Pasquale and Lynda Romano used to dream of buying diamonds, furs and fancy cars. Now that they've won $3.4 million in the D.C. Lottery he still works at the same job, she still snips coupons for grocery shopping and the family still lives in the same house in Herndon.

"Our son thinks he's rich because he gets a dollar instead of a quarter from the tooth fairy," Lynda Romano said at a news conference and luncheon yesterday celebrating the third anniversary of the D.C. Lottery.

"And where would I wear a mink coat if I bought one? To pick up the kids from school?" asked the mother of two, a boy, 6, and a girl, 5.

"When you don't win, you imagine what you would do if you won a million dollars," said Pasquale Romano. "When you win you . . . don't have to hurry because [the money] is there. You can take your time and plan.

"Maybe a Mercedes or something like that, or my own business is in the future," said Romano, a civilian electronics engineer for the Army.

But when the couple recently traded in their 1982 Toyota for a new car, they got not a Mercedes-Benz but a 1986 Nissan Stanza. Their other splurge: a 10-day trip to Hawaii.

In February, the couple won the largest D.C. Lottery jackpot after she picked the lucky numbers -- 13, 14, 29, 33, 34 -- and he plopped down the $1 for the ticket. It was the 10th time they had played the game.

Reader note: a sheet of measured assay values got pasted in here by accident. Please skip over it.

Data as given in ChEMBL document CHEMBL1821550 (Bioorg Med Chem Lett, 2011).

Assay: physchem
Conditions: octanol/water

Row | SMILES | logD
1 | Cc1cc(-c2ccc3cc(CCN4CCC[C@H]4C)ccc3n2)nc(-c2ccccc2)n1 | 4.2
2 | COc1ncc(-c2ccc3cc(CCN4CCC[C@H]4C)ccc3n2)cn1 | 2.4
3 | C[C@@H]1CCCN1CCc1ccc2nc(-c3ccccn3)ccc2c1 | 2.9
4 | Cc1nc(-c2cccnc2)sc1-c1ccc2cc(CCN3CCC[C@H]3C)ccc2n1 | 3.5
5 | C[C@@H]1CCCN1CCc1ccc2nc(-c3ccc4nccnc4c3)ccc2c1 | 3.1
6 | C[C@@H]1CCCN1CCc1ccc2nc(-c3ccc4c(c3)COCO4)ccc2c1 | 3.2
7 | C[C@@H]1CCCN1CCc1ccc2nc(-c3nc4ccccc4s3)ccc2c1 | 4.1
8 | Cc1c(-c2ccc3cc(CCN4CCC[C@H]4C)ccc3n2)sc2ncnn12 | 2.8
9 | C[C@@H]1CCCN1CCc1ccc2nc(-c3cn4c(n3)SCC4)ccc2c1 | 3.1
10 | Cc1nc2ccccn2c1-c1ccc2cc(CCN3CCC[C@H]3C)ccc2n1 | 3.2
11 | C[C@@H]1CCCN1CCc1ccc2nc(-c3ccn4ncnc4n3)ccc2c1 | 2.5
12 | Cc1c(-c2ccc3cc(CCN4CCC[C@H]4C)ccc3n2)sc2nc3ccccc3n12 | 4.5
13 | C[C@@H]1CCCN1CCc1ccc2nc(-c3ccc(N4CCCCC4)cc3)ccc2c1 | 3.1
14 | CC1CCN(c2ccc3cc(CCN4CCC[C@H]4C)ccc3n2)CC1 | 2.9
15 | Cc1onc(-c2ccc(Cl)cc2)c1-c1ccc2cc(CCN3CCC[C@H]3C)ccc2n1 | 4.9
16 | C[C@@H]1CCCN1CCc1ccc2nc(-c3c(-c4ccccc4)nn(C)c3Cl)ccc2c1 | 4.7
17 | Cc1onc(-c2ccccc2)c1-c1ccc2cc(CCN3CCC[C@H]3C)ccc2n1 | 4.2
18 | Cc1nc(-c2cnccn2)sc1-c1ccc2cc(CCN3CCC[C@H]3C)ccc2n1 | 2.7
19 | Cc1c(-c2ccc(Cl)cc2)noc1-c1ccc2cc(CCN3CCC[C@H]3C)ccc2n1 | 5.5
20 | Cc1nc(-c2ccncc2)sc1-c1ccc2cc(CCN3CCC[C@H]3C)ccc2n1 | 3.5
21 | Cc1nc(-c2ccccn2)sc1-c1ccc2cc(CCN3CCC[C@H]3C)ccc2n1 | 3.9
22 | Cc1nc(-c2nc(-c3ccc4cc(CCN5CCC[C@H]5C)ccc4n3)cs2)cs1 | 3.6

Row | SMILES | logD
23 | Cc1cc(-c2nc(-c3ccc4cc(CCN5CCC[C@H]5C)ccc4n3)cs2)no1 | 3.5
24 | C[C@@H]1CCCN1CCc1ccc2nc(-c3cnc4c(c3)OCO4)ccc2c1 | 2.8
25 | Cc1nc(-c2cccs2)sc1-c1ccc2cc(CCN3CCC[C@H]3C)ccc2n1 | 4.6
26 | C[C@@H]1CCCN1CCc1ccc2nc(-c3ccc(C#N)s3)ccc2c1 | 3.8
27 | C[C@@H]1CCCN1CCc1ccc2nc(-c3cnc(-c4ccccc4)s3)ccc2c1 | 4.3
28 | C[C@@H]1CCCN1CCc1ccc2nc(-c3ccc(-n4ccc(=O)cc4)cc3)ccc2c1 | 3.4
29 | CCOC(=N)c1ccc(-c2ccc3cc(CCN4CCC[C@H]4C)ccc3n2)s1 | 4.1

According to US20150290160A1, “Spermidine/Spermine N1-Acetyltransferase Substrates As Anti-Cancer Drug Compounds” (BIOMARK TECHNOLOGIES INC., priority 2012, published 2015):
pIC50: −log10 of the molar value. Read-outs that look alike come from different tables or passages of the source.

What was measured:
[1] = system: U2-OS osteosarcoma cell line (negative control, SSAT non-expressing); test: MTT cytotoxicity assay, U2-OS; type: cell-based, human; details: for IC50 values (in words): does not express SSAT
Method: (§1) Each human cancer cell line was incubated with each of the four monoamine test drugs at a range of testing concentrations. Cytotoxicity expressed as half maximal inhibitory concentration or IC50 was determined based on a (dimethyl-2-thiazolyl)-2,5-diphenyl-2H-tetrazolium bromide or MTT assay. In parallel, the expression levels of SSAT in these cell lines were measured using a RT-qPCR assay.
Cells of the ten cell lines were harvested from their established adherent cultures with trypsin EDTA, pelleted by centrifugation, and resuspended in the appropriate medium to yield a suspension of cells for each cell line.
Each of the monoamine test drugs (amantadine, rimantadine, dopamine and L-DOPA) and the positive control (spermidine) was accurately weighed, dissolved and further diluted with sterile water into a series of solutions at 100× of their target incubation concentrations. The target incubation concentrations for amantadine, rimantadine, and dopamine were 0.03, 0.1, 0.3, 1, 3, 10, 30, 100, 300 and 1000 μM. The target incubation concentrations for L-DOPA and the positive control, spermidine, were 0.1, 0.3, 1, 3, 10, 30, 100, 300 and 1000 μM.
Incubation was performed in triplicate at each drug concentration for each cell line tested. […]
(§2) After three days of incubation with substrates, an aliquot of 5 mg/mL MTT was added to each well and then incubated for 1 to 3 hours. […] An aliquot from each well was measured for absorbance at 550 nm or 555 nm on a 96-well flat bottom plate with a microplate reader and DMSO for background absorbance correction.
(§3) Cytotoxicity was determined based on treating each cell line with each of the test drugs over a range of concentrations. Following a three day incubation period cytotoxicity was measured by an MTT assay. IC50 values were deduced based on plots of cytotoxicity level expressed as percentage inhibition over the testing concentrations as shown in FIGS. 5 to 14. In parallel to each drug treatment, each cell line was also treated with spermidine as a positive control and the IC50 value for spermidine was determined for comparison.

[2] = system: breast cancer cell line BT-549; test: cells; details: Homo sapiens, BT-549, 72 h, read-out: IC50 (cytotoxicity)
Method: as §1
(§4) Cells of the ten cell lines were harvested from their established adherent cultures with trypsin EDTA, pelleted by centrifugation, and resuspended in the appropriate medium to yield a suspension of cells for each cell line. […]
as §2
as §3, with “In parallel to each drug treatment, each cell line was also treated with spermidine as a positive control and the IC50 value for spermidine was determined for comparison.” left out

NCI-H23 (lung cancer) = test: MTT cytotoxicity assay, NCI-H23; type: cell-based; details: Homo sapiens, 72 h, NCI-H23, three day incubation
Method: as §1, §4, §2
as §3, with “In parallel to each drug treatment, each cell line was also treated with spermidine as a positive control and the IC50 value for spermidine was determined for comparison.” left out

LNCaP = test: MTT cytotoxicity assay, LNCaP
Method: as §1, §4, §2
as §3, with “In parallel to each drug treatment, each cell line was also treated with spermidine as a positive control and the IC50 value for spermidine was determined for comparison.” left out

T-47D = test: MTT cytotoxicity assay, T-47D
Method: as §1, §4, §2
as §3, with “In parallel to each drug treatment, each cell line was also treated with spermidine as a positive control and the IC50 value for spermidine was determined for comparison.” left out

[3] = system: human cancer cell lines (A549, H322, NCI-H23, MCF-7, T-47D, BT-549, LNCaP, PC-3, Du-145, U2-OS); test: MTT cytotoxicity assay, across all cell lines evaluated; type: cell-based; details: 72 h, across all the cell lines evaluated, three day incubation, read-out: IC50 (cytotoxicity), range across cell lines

They will receive their winnings in annual installments of $136,000 (after taxes) over 20 years. "I'm not rushing into spending it; $136,000 goes fast," said Pasquale Romano.

The couple arrived at the news conference modestly dressed, she wearing a raspberry cotton-blend suit and gray shoes, he dressed in a beige corduroy jacket, dark brown pants and tan mesh shoes.

After their windfall, neither rushed out to buy new clothes although she admitted her suit was purchased for their first news conference, held shortly after they received their first check.

But unsure of how to dress to meet the press, "I decided to wear some pants I already had," she explained. She wore the suit yesterday.

They didn't get letters from strangers begging for donations, but they "got advice from everywhere, from everybody," said Lynda Romano.

"Our mail increased. Local financial planners sent us lots of information."

With the help of a financial consultant they found through a friend, they've decided to first focus on buying real estate and starting a savings plan for the children.

The changes in life have been more mental than physical.

"There's no pressure," Pasquale Romano said of his job. "If I want to quit tomorrow, I can."

Why did Lynda and Pasquale Romano win the biggest D.C. Lottery to date?

"We've thought about it," she said. "I don't know. But it took both of us to get the winning ticket. Maybe that means something."

Also Pasquale Romano is a dreamer.

"Yes, I've always dreamed," he said. The other reason, he believes, is that "internally, I said I would donate part of the money to the poor. I did donate $5,000 to my church to help the poor and I will continue to donate. It's my church first and my family second. I think that's why I won."

Meanwhile, he still buys lottery tickets and continues to dream. He bought 10 tickets on his way to yesterday's luncheon.